By supporting the easy, consistent capture of scientific information, electronic lab notebooks streamline the design, execution, analysis and reporting/sharing of experiments. Integrating laboratory instruments and software such as LIMS, CDS and SDMS into notebook workflows further enhances scientific productivity, making the notebook the central “hub” for driving experiment throughput. The challenge for notebook vendors is assessing, prioritizing and integrating instruments and software applications. In selecting a vendor, it is important to understand what extensions are available today—and the effort and cost involved in supporting specific extensions required to drive productivity in your lab. Again, these integration extensions should be achievable through a fully supported SDK and not achieved by extending the core code in a “one-off” manner.
5: CONSIDER TOTAL COST OF OWNERSHIP
The software license fee is often only a small part of the total cost of ownership of a lab notebook. Never make a buying decision based only on the initial license fee or on a compelling set of pre-sales demonstrations.
Proper due diligence involves understanding exactly what you are paying for and any downstream project scope changes, schedule impacts and associated cost of ownership over many years.
Critical things to understand during the notebook selection process include configurability vs. customization and ease of customization (when required). A highly configurable system will reduce the need for custom software extensions, translating into flexibility, agility and rapid response to your scientists’ needs. Easy configurability also enables you to avoid expensive, resource-consuming IT development projects.
To support any required customization, the notebook you choose should be built with a wellknown programming language in a stable, fully supported development environment. Always avoid “one-off” code changes and “black box” extensions created by the vendor just for you. These highly specialized customizations typically result in slower deliveries, longer deployments, more costly maintenance—and negative ROI.
6: GET FULL VALUE FROM REFERENCE ACCOUNTS
Customer references will play a critical role in your BIOVIA ELN vendor pre-purchase assessment. Vendors will share with you their most compelling case studies describing successful notebook deployments and impressive ROIs. The critical things to look for in reference stories are the pain points that may impact your own business downstream. Sometimes you need to dig a little deeper to unearth this information. Be sure to ask your reference accounts about their pain points and overall vendor experience. Your own long-term BIOVIA ELN deployment and R&D productivity may confront the same issues. How you deal with them will ultimately impact your own customers and their perception of your BIOVIA ELN selection. When quizzing vendor references, be sure to ask the following questions:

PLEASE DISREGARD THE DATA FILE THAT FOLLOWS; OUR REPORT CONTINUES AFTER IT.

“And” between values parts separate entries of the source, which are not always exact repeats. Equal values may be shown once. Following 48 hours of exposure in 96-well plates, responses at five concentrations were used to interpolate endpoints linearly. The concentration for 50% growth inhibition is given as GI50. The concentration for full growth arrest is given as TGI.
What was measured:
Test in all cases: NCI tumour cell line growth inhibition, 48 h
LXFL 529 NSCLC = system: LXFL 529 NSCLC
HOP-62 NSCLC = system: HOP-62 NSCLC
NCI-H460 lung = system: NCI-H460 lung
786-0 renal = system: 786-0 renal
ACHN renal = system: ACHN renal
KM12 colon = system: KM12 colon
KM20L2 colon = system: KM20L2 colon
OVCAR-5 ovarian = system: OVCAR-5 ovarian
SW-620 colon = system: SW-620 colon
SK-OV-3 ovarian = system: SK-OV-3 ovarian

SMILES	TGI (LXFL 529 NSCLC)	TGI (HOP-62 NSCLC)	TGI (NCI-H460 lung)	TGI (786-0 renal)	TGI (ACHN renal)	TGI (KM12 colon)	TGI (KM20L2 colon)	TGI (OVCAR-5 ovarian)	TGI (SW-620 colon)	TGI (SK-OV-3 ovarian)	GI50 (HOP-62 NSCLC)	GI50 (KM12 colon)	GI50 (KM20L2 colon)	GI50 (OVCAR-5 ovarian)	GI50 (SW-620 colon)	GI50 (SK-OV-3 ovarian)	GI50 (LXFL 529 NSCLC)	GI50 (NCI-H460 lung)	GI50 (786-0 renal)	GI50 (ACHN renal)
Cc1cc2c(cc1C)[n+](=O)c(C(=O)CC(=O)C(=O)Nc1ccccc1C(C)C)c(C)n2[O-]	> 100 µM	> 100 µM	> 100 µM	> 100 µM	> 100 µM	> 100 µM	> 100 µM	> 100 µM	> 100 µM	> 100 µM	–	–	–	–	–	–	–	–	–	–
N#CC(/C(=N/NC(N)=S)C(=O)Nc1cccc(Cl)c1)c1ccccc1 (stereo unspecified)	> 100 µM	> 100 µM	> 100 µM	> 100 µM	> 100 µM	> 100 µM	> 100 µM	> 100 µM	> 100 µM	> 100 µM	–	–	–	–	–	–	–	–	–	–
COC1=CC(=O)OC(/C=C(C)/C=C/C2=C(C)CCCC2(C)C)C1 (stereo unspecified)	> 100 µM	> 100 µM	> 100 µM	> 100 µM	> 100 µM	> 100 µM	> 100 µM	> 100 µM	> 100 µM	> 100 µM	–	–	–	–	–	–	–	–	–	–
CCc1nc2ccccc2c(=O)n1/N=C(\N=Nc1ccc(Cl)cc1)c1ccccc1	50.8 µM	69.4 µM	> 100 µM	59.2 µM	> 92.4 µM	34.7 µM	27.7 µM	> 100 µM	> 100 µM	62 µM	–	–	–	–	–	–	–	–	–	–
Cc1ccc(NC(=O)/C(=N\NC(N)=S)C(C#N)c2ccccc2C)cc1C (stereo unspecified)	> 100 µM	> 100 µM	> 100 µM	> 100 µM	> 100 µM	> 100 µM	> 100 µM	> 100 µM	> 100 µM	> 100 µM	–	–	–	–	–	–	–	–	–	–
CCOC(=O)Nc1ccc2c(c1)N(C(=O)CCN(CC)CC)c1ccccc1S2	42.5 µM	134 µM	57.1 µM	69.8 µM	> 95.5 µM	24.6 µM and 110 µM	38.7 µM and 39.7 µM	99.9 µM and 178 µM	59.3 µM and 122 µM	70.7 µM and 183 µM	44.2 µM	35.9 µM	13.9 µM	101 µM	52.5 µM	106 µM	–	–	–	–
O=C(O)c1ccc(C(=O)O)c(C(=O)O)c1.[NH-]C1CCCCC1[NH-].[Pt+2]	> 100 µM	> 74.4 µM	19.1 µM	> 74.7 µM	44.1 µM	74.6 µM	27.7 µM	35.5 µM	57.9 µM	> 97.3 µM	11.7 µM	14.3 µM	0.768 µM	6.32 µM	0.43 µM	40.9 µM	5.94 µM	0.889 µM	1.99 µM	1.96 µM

It is worth remembering that reference accounts will tout the credibility of their own organization and technology selection. There is always a tendency to communicate only the most positive feedback, and you should take this into consideration in your overall BIOVIA ELN and vendor assessment.
7: PILOT THE SYSTEM
Finally, provide the opportunity for key personnel to work with the BIOVIA ELN and put it through its paces. The best way to mitigate the risks of poor usability and deployment complexity is with a Pilot installation that enables both notebook users and IT to verify that the BIOVIA ELN meets your broadest possible technology needs prior to full implementation.
This Pilot should meet three key requirements for your organization:
Selecting an BIOVIA ELN is a strategic commitment. Asking the right questions early in the evaluation process will help you better understand what is available in the BIOVIA ELN space today. It will also help you set realistic expectations both within your own organization and with the software vendors you are considering for this critical technology acquisition.
To achieve the most cost-effective deployment, your goal should be to select an BIOVIA ELN that meets the broadest technology and business needs across your organization. Forcing your notebook to handle every workflow in every discipline will only increase deployment complexity, ultimately slowing adoption, raising TCO and lowering ROI. After detailed product demonstrations narrow your choices to a select few BIOVIA ELNs, running pilot programs for the final contenders will enable you to see them in action and make an informed selection.
Fully understanding what is realistically achievable and deliverable is critical to the successful assessment, selection, deployment and maintenance of a notebook solution that will improve R&D productivity and collaboration, control costs and maximize your ROI.